Events | June 2016 Hearing Review

AudiologyNOW! attendees were invited to attend a special event during the first day of the AudiologyNOW! Convention in Phoenix hosted by The Hearing Review and brought to attendees courtesy of CareCredit. The symposium, “Aligning Pricing and Services with the Patient Path to Purchase,” offered data from two recent surveys and provided the perspectives of a panel of four experts from audiology, dentistry, and private practice.

Randall Baldwin, CareCredit

Randall Baldwin of CareCredit presents research results on the Patient’s Path to Purchase.

Randall Baldwin, CareCredit’s Director of Provider Marketing in vision and hearing care, presented “Insights into Patients’ Decision-making Process for Their Hearing Healthcare,” which surveyed the behavior of patients who had made, or were going to make, a hearing-related purchase requiring an out-of-pocket expense. According to Baldwin, although consumers consider hearing health a “quality of life” issue, patients took on average 97.7 days to research and decide to purchase a hearing device. That research included provider offices (82%), family and friends (67%), and online searches (50%). A key finding was that, once consumers decide to get hearing care, much of their focus shifts to “How can I fit the hearing care into my life/budget/schedule?” The research underscored the need for offering financing: almost as many patients researched cost/finances (84%) as did those who researched hearing care treatments/products (88%). An article on the research is scheduled later this year in The Hearing Review.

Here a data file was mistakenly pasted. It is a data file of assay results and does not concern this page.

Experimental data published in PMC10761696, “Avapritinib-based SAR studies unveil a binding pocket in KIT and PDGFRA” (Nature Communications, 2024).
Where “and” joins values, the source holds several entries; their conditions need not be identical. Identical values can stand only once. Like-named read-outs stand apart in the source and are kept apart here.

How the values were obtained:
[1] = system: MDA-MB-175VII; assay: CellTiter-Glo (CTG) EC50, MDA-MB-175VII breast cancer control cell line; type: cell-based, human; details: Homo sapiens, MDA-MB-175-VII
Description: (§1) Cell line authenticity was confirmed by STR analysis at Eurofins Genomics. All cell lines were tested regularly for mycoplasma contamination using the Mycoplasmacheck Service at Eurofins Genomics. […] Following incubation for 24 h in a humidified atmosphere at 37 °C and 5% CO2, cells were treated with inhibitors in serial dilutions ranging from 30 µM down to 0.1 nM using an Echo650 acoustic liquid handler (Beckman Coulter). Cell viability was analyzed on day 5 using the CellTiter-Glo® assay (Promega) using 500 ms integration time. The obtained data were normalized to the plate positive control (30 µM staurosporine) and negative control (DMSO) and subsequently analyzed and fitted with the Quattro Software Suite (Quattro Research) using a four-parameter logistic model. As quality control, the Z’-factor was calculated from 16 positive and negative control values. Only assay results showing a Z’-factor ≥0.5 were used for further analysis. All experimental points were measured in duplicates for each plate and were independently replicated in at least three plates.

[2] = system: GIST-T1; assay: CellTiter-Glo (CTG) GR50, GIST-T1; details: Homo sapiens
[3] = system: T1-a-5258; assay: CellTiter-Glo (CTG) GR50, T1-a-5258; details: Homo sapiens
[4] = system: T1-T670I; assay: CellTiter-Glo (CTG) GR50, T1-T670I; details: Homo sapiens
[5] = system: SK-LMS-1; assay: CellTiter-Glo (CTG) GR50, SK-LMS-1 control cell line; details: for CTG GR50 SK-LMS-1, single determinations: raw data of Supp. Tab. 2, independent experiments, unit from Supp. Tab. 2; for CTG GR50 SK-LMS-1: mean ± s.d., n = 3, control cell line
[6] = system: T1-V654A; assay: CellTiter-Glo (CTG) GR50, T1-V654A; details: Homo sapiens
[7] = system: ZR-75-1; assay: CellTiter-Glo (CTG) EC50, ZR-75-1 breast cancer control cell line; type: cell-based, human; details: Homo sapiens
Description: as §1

Hearing Review Editor Karl Strom presented preliminary results of a dispenser survey conducted in early 2016 that focused on hearing aid pricing. The survey showed a logical good-better-best pricing structure, with median prices of $1,500 for economy, $2,250 for mid-level, and $3,000 for premium hearing aids. When asked about their lowest-priced hearing aid offered, dispensers reported a median price of $995 and an average of $1,010. Most practices (93%) offered at least one hearing aid for less than $1,500, 41% offered a device for less than $900, and 21% for less than $500. In light of Big Box retail, insurance, and online sales, it appears traditional dispensing professionals are responding to sweeping market and pricing pressures by offering lower-cost options. Look for the article by Strom in the July edition of The Hearing Review.

Audiologists Wayne Staab, PhD, and Sugata Bhattacharjee, AuD, dental surgeon Howard Ong, DDS, MAGD, and private practice consultant Bernie Stoltz rounded out the event with a wide-ranging discussion about the presented data, as well as their perspectives on the evolving consumer-driven purchasing environment in hearing care.

To see a video of the presentations by Baldwin and Strom, as well as the discussion by the panel, visit the 4MyHearingBiz community site at:

Original citation for this article: Strom KE. Hearing Review & CareCredit Symposium: Aligning Pricing and Services with the Patient Path to Purchase. Hearing Review. 2016;23(6):35.